Fernanda Martinez (center, right) from Johnnie L. Cochran Jr. Middle School was one of 100 students to participate in the Brainworks program, which seeks to inspire youngsters to pursue careers in science and healthcare.
Keith L. Black, MD, professor and chair of the Department of Neurosurgery, welcomed more than 100 local middle school students to the 21st annual Brainworks program on March 11 in Harvey Morse Auditorium.
The highly interactive, one-day program is designed to inspire students and encourage them to pursue careers in science and healthcare.
Students listened to remarks from Black and neurologist Robert Baloh, MD, PhD, a professor of Neurology, then broke into groups to explore interactive exhibits and presentations.
"I think they really enjoy the hands-on experience," Black said.
Some of the highlights included a research station, where students could learn about experiments while holding real sheep brains, and an imaging station, where the students practiced using real medical imaging equipment. Students also had the opportunity to handle surgical tools, use virtual reality headsets and practice rehabilitation exercises.
Afternoon sessions included presentations from various medical professionals across Cedars-Sinai, including J. Manuel Sarmiento, MD; Padmesh Rajput, PhD, an assistant professor of Neurology; Maria Cecilia Alpasan, OTR/L, and Laurie Paletz, RN.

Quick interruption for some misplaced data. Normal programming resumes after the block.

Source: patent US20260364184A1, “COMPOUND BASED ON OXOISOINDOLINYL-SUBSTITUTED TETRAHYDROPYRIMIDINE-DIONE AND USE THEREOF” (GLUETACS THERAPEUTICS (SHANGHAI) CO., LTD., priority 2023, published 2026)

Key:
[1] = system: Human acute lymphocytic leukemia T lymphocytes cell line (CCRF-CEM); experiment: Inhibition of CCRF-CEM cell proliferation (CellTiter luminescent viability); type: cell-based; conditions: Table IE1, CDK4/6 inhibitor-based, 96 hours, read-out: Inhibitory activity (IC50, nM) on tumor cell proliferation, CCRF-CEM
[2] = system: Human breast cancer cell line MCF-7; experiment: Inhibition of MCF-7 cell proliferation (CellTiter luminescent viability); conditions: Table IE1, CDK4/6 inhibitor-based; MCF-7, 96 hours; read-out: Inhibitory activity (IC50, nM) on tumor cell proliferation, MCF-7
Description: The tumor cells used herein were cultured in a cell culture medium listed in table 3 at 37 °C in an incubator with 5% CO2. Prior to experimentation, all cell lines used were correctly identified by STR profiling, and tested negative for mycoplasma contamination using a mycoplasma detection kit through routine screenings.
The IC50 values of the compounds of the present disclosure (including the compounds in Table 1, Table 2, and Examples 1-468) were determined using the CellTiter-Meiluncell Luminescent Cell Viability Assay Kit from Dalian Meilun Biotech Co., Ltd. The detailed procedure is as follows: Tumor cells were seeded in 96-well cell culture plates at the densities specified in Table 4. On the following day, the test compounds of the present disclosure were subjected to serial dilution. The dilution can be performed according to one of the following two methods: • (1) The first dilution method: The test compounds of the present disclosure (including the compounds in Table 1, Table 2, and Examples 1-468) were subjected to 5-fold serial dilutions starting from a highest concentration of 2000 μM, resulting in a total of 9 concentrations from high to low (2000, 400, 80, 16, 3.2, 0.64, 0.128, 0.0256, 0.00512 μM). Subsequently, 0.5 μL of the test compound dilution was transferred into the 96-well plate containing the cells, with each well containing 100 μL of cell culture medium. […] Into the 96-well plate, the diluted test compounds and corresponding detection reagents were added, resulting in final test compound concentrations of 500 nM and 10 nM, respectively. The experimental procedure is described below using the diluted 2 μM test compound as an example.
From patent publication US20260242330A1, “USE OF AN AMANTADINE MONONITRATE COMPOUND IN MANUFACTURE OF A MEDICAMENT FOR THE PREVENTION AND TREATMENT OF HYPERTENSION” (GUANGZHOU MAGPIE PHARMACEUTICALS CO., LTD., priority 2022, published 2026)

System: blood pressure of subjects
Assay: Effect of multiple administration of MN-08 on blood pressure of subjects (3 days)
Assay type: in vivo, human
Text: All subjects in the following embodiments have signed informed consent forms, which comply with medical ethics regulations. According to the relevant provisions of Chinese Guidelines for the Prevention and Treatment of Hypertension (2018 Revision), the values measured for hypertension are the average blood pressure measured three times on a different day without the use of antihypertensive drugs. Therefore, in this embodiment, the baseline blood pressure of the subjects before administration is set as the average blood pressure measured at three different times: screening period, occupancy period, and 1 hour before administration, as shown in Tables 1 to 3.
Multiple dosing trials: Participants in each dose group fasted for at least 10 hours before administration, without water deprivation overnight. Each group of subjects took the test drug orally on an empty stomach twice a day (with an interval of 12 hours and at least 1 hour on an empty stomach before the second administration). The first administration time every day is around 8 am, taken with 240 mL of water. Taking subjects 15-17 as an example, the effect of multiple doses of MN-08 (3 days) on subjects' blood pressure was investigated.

Black was inspired to become a neurosurgeon after attending a similar program when he was growing up.
He envisioned Brainworks as a way for students to meet physicians, explore medical facilities and get a close-up view of leading-edge research. He hoped the program would provide motivation and encouragement for students to stay in school, pursue higher education and consider the possibilities of a career in medicine.
"I remember how important it was for me … and what a huge impact it had on me. We just wanted to make sure we had a program like this at Cedars-Sinai," Black said.